Myths on Latest Executive Order Debunked by Immigration Lawyer

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Immigration lawyer Arda Beskardes explained the effects of President Donald Trump’s currently suspended executive order with the help of International Student and Scholar Services on campus in the W.E.B. building on Feb. 16.

Initially, Beskardes argued that the order was “not simply a muslim ban.” He broke the executive order into three parts and spoke about what else could be done by both the Trump administration and the court system.

Firstly, the order stopped nonimmigrant visas applying to tourists, students, and workers that have spouses or dual citizenships from seven countries until April 27.

Immigrant visas applying to people wishing to stay indefinitely were also not allowed to all people coming from Yemen, Syria, Libya, Iran, Iraq, Somalia, and Sudan.

The order also lowered the immigration quota made by the United States by 50 percent and ordered all visa interviews to happen in person.

Before being temporarily restrained, it also stated that refugees from Syria are prohibited indefinitely unless those Syrians are part of a minority group, and other refugees are suspended from entering the country for at least 120 days.

In the case of the temporarily suspended order, the term refugees applies to all foreigners outside of the United States who believe harm will come to them in their home country whereas asylum applies to people already in the United States who wish to remain in the country.

Beskardes said the two main problems with the executive order issued Jan. 27 was the lack of resources given to the State Department on how to handle the backlash resulting from the new law and a violation of due process for the people already on airplanes into the United States.

Additionally, Beskardes said the use of the word “people” instead of “citizens” is what detained people with a dual citizenship and caused the chaos covered by the media.

According to the immigration lawyer, Trump’s administrative violation of due process is what won the American Civil Liberties Union and other help services for immigration the case to temporarily overturn the order.

The “issue of due process,” not constitutionality was what convinced a Republican nominated judge to support the case of the ACLU, some states and other immigration services, said Beskardes.

In the case of New York, Beskardes said the majority of people detained in airports enter the country within 48 hours.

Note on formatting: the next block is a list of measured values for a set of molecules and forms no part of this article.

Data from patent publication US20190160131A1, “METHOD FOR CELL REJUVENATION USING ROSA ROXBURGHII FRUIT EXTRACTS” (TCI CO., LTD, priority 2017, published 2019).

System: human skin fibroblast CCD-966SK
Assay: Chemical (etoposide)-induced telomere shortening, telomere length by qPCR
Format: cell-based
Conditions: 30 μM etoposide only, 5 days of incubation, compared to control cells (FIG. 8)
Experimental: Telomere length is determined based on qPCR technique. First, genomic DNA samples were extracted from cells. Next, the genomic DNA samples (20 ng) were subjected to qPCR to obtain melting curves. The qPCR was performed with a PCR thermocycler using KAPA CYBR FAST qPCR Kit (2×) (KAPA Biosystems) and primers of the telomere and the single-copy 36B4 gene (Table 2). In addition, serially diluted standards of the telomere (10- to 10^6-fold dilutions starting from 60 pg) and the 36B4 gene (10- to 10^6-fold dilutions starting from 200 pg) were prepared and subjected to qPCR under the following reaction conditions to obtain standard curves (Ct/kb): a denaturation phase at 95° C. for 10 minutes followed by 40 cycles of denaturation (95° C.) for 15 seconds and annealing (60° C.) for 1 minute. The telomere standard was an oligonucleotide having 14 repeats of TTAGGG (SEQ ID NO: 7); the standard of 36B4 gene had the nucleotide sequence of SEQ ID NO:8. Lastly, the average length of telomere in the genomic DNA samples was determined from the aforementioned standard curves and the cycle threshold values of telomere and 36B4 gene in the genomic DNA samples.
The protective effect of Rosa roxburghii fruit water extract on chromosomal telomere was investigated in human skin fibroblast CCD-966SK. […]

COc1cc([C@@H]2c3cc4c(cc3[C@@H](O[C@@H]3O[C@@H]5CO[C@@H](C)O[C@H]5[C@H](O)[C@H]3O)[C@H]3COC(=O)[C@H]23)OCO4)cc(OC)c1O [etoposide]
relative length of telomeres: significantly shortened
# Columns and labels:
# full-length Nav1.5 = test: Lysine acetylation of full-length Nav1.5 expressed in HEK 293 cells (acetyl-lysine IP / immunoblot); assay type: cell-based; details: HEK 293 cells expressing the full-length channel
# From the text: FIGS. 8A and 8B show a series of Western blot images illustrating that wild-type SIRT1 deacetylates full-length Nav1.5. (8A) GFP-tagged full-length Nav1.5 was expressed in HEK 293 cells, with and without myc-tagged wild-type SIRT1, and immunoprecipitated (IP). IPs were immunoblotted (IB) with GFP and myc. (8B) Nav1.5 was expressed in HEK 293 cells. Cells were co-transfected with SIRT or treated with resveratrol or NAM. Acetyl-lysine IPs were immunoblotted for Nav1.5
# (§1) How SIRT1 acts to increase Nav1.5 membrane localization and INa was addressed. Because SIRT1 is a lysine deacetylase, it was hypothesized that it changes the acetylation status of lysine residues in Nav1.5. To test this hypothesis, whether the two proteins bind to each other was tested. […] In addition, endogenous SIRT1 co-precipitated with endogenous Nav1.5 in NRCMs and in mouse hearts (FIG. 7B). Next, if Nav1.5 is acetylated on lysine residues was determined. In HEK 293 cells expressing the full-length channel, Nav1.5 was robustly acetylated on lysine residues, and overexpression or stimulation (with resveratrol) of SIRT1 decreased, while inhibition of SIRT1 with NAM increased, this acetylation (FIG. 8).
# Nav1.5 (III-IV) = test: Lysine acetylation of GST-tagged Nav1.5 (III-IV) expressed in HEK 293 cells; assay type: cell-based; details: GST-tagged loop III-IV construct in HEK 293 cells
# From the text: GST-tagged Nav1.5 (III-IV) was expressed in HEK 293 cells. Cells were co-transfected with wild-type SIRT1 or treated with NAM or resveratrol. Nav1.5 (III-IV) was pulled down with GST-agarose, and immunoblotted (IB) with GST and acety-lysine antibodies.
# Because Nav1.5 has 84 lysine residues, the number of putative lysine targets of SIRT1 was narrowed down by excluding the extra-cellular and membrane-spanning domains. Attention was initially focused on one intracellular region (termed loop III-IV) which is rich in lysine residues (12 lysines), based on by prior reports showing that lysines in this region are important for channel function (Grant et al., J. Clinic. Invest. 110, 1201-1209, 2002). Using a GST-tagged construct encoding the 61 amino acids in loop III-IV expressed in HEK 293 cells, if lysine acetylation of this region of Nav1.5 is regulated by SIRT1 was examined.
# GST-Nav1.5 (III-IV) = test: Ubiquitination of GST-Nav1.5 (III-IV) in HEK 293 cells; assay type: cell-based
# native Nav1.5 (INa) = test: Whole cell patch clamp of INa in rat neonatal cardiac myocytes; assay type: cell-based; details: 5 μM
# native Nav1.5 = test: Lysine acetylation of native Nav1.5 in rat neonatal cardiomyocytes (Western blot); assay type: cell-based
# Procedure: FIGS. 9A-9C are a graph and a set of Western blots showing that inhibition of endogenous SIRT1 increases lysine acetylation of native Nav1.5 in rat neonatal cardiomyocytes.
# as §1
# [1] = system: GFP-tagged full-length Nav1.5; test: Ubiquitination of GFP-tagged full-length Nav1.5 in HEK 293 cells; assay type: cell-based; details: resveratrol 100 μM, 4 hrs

The Trump administration justified passing the order by claiming they needed time to fix the immigration process, to make for safer and smoother transitions. The appeal filed by Trump’s lawyers did not succeed in overturning the restriction.

For now, Trump’s options on this issue are to either draft a new order or appeal the case to the Supreme Court. The option to appeal to the Supreme Court may take years, but in the meantime the government is looking for a ninth member to replace the recently deceased Supreme Court Justice Antonin Scalia.

Drafting a new order would allow President Donald Trump to add to the number of countries in the original executive order, as well as extend the 90-day waiting period.

While the restriction on the order is in place, people may still apply for visas and refugees may be admitted into the United States.

For CUNY students studying, residing, or living in the United States, the lawyer recommends not leaving the country unless it is an absolute emergency or a critical event.

Furthermore, students should refrain from being discouraged by individual stories and check their sources when discussing immigration cases on discrimination. As an example, he ended the lecture speaking about the case of a Muslim woman deported for working illegally, although it was initially told to him as if it was a case of religious discrimination.

Lastly, Beskardes said visas should be renewed as soon as possible and clarified that domestic travel was unaffected. As long as legal immigrants abide by the law and have not committed criminal offenses, they are not at risk of deportation.

The office for International Student and Scholar Services has included the seminar on its Facebook page for all those who may have missed it.

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